According to Sam and Jim Commenting on things that irk us off, make us laugh out loud or just seem too weird too believe According to Sam and Jim: Creches or Nativities Depict Message of Joy to the World

Monday, December 9, 2013

Creches or Nativities Depict Message of Joy to the World

Hark! The herald angels sing. Let earth receive her king!

Kathleen and I attended a crèche festival at an Olympia-area church last evening. In case you don’t know what a crèche is here’s what Wikipedia says:

“A nativity scene or crèche, also known as a manger scene, is the special exhibition of art objects representing the scene of the birth of Jesus. Nativity scenes exhibit figures representing the infant Jesus, his mother Mary and Joseph. Other characters from the nativity story, such as shepherds and sheep and angels may be displayed near the manger in a barn (or cave) as described in the gospel of Luke. A donkey and an ox are typically depicted in the scene, as well as the Magi and camels belonging to the Magi, described in Matthew.

“Saint Francis of Assisi, inspired by a visit to the Holy Land where he had been shown Jesus’ traditional birthplace, is credited with creating the first nativity scene, intending thereby to cultivate the worship of Christ. The first nativity exhibition was staged in a cave near Greccio, Italy. St. Francis' nativity scene was a living one with humans and animals cast in the Biblical roles. Pope Honorius III gave his blessing to the exhibit. Eventually, statues replaced human and animal participants, and static scenes grew to elaborate affairs with richly robed figurines placed in intricate landscape settings.”

Oh little town of Bethlehem how still we see thee lie. The stars are shining brightly in royal David’s city. Joy to the world!

Kathleen and I would like to collect some more crèches. We have two, one we bought at a Hallmark store and one we bought at the Crockett Art Museum in Sacramento, CA. We’ve liked the idea of collecting crèches since we helped sponsor a Crèche Festival in Bellingham, WA a few years ago. We’ve seen beautiful crèches carved in wood, fashioned in metal, pasted together with paper mache, fired as clay figurines; some feature precious stones, some are made of cardboard. It is fascinating to see how many different materials artists use to fashion a nativity scene.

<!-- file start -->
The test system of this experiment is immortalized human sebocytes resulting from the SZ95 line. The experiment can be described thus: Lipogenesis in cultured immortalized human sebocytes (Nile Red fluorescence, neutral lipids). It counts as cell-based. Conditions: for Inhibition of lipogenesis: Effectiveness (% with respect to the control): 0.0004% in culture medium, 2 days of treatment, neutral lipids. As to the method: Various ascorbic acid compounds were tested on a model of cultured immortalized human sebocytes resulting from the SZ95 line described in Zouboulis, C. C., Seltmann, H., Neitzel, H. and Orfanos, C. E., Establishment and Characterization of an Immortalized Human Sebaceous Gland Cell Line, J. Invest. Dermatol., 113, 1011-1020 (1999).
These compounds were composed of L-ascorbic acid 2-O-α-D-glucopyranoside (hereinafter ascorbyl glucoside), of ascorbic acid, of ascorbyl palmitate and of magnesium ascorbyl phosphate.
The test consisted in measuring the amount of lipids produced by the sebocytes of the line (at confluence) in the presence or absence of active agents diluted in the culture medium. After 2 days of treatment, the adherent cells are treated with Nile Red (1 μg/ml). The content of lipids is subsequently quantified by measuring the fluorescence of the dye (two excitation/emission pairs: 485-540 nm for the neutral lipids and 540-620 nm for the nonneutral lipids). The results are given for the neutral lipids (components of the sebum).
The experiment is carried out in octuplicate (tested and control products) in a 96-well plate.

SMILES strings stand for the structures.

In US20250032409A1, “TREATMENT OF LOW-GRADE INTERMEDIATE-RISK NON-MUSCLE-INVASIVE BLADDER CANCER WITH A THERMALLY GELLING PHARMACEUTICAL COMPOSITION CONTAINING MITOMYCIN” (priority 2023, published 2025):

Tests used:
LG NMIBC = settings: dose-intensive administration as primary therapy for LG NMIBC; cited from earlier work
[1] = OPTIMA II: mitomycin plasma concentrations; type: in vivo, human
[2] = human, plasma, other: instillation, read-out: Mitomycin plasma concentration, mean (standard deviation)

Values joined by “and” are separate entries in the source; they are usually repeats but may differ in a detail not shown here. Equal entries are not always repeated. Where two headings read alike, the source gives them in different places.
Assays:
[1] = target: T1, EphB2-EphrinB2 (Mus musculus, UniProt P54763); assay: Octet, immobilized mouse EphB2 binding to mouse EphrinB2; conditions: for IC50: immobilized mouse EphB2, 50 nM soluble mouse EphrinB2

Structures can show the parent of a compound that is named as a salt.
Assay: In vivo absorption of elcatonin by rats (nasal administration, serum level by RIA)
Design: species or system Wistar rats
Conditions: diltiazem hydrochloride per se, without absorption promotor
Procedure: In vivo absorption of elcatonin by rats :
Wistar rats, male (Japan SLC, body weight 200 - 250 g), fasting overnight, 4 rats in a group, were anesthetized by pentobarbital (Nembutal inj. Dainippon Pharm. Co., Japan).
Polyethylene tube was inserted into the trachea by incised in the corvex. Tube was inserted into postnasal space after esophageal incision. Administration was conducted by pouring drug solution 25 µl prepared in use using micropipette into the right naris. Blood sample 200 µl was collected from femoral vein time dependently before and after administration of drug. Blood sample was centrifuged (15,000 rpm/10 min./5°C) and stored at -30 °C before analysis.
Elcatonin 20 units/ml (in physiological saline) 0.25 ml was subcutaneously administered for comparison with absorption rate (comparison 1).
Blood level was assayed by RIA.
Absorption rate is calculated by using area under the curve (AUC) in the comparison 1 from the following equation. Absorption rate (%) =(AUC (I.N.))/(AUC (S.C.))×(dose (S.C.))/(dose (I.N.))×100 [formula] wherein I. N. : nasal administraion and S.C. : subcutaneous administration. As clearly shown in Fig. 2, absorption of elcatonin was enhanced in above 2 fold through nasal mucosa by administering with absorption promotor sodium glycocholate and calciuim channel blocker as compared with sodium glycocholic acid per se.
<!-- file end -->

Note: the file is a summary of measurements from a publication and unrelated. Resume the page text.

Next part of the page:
“A (weird?) tradition in England involved baking a mince pie in the shape of a manger to hold the Christ Child until dinnertime when the pie was eaten. The Puritans banned Christmas celebrations here in the 17th century, passing legislation to outlaw such pies, calling them "Idolatries in crust”

“Distinctive nativity scenes and traditions have been created around the world and are displayed during the Christmas season in churches, homes, shopping malls and other venues, and occasionally on public lands and in public buildings. The Vatican has displayed a scene in St. Peter’s Square since 1982. In the United States, the Metropolitan Museum of Art in New York City annually displays a Neapolitan Baroque nativity scene before a 20-foot blue spruce.

“Nativity scenes have not escaped controversy. A life-sized scene in the United Kingdom featuring waxworks celebrities provoked outrage in 2004, and, in Spain, a city council forbade the exhibition of a traditional toilet humor character in a public nativity scene. People for the Ethical Treatment of Animals (PETA) indicates that animals in living displays lack proper care and suffer abuse. In the United States, nativity scenes on public lands and in public buildings have provoked court challenges, and the prankish theft of ceramic or plastic nativity figurines from outdoor displays has become commonplace.”

An excellent article about crèches, written by Joe Cardenas, appeared a few years ago in a blog of the Heights School in Potomac, MD. The article was titled, “The Crèche, Its History, and its Meaning for Us this Advent. Sam and I urge you to check it out.

Poop on you if you don’t.

For unto us a child is born, unto us a son is given. He shall be called Wonderful, Counselor, The mighty God, The everlasting Father, The Prince of Peace.

Oh come all ye faithful, joyful and triumphant. Hallelujah!

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